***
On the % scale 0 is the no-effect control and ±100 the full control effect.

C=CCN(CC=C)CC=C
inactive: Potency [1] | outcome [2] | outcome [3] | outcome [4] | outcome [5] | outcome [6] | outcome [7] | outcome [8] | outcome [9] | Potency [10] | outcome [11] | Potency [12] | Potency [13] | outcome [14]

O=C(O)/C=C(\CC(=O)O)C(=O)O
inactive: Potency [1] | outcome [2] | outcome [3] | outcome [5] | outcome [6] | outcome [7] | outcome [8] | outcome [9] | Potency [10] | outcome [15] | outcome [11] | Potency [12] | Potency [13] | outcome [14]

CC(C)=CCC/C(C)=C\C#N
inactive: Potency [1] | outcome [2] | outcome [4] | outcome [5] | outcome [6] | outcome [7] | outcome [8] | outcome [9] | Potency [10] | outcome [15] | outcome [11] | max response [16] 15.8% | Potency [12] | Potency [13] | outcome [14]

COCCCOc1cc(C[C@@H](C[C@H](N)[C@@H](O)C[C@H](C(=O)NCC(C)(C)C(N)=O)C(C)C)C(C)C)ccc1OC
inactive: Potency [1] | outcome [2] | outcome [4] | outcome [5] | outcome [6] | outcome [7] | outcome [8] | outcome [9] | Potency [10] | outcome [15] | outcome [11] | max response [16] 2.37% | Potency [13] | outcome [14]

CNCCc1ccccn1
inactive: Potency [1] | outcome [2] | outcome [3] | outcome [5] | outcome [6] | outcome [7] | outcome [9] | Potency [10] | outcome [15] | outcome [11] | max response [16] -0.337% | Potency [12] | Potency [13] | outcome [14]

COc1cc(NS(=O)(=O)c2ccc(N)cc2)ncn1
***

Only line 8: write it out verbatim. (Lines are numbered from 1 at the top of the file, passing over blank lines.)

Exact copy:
COCCCOc1cc(C[C@@H](C[C@H](N)[C@@H](O)C[C@H](C(=O)NCC(C)(C)C(N)=O)C(C)C)C(C)C)ccc1OC